dried beans, from start to finish

Remember when Almanzo and his father did the threshing in Farmer Boy?

All winter long, on stormy days, there would be threshing to do. When the wheat was threshed there would be the oats, the beans, the Canada peas. There was plenty of grain to feed the stock, plenty of wheat and rye to take to the mill for flour. Almanzo had harrowed the fields, he had helped in the harvest, and now he was threshing.Farmer Boy

Having grown a few dried beans three years ago, I remembered what I was getting myself into through rose-colored glasses.  This year we planted five or so long rows of dried beans–all I can say is I’m glad our survival doesn’t depend on us getting beans threshed in a timely fashion.  And, I have a deeper appreciation for those who had to do it long ago. Here’s how it played out for us in 2013.

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In late September, hearing that it was going to “rain,” I pulled all the bean plants from our big garden next door and brought them home in the back of the car. This was probably one of my wisest gardening decisions ever, as “rain” actually turned out to be the first huge (early) storm of the year. Many of the farmers around here were caught off garden–whole fields of corn were flattened.

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Our beans, however, were snug inside our garage on tarps, with fans blowing on the them ’round the clock.  As you can see, the beans were picked in varying stages of readiness, as my friend, the internet, had advised was best to do in the event of “rain.”

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A few weeks later they were considerable drier, and it seemed like it was time to try “threshing.”

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Being without flails, a la Almanzo, I consulted the internet again and tried a couple of different methods.  Perhaps if all of the beans had been crispy dry enough our efforts would have had better success.  Swinging the beans around in a pillowcase or burlap bag netted a few measly beans.  We also spread them out inside a folded tarp and jumped up and down on them (great fun), and I think I also hit them with a shovel, with slightly better results. It was mid-hunting-season, and the manpower at my disposal was a combined weight of 60 pounds–we decided to take a break of several more weeks.

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Then, this past weekend I called in the big guns–Cowboy, armed with a 55-gallon barrel of water, and the two oldest kids, Jr. and Bug.  In the better part of a morning we knocked out the rest of the job and then cleaned the garage out to boot.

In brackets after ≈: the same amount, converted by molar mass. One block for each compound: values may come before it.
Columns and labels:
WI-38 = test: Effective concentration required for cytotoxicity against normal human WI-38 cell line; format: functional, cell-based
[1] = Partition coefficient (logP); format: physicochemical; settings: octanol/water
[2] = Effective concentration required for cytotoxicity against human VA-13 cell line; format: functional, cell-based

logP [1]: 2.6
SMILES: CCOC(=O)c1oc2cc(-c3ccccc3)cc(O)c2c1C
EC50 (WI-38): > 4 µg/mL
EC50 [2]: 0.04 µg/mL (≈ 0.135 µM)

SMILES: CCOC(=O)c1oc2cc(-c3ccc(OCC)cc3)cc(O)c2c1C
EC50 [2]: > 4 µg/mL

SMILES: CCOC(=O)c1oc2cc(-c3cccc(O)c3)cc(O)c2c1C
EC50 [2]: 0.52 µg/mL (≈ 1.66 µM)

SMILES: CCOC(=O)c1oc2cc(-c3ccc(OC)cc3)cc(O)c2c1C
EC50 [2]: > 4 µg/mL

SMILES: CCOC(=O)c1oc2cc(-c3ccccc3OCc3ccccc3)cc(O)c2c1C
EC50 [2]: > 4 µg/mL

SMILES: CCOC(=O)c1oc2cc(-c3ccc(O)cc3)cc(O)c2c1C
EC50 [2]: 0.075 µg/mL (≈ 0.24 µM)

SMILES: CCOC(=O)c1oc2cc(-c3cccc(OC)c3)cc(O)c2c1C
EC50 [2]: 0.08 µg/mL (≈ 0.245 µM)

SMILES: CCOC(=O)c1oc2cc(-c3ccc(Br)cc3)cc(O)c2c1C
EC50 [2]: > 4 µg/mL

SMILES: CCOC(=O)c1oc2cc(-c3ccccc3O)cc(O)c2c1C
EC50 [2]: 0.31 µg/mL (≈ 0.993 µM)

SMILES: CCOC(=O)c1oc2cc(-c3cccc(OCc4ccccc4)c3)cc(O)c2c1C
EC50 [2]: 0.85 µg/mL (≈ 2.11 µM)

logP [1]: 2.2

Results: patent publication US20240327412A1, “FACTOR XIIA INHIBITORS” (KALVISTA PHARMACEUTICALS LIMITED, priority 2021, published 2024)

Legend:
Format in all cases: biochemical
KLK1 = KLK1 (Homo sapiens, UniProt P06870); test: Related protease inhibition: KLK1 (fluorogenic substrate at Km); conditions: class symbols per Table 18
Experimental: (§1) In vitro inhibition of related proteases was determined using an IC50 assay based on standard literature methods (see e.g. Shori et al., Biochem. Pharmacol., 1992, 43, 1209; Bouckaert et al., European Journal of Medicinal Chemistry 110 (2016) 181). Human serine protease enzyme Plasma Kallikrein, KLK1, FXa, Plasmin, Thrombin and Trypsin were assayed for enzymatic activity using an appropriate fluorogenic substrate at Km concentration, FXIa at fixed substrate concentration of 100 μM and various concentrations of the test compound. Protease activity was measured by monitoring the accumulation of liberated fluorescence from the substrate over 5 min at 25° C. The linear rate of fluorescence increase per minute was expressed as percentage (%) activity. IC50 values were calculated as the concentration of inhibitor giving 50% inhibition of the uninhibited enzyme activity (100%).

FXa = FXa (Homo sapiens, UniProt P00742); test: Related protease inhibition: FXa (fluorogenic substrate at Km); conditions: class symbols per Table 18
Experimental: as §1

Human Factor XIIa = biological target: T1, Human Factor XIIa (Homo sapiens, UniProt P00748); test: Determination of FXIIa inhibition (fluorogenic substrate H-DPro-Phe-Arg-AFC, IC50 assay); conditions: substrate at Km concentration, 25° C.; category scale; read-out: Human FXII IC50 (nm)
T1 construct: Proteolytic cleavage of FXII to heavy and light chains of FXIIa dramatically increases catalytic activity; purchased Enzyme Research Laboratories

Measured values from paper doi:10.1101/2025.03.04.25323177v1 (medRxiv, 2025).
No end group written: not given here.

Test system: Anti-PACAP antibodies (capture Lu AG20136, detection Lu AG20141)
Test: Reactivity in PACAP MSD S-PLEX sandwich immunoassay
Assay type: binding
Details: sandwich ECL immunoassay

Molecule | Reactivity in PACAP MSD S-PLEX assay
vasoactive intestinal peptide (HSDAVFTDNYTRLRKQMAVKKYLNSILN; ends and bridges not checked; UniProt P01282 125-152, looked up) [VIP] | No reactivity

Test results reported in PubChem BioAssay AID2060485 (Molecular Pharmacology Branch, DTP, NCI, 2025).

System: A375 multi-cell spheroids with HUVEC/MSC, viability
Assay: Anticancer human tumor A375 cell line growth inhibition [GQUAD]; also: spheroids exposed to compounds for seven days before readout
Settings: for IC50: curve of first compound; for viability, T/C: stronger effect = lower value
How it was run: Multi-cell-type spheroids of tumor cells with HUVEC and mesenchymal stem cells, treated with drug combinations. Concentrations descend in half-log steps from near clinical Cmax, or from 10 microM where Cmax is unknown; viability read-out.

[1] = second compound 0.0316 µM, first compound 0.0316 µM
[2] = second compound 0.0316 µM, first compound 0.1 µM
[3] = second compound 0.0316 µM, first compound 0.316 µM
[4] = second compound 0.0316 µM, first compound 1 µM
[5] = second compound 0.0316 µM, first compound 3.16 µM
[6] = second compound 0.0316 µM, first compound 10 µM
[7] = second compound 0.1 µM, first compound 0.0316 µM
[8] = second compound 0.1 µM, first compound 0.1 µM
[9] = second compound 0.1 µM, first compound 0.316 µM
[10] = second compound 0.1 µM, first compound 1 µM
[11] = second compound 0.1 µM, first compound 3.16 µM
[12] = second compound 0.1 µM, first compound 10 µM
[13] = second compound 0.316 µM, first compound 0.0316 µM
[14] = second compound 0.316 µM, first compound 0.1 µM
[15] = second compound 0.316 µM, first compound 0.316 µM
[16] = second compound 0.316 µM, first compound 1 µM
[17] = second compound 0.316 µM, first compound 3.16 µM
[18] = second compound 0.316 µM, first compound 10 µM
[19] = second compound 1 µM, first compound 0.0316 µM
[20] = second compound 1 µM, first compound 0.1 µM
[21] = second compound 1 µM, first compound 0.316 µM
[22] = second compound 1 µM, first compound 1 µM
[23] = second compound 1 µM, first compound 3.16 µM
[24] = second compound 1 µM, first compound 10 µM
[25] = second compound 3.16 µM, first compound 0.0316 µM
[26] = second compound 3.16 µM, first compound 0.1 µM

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Yesterday I finished picking through the beans, and we now find ourselves the proud owners of 5 1/2 quarts of beans. I have a couple of months to decide if I’m going to try and be Almanzo again next year.

Have you ever grown dried beans before? Was it worth the effort?

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3 thoughts on “dried beans, from start to finish

  1. It did seem like a lot of work. Way to go, to you and your crew. I really like the whole barrel and water technique. It looks like it saved a lot of time and man power. Well except for cowboys man power. You did things a little different then I was taught and I am wondering how you chose this method & why? I was always taught to pick the pods off the vines, then shell the beans, then let the beans dry or dry them yourself. Leaving the vines in the ground so they can be tilled back into the soil in the Spring. Peas/Beans are a cover crop that regenerated the soil & the fresh pods are a great energy and vitamin source for livestock or a compost pile. What kind of beans are those? They are very beautiful and colorful, I’d like to try some next planting.

    1. I pulled plant and all because the storm was coming — it was just quicker. When we did the water barrel we did pull the pods off the plant first and that helped a lot. The first time I grew dried beans I only pulled the pod, but they and the beans inside had already dried (it was much easier that way).

      I think the red/white beans are cranberry beans maybe–they were the only dry beans available in the seed section at the store–Ed Hume brand I think.

      The black/white beans were called “yin-yang” from territorial seed company, but only a few of those made it.

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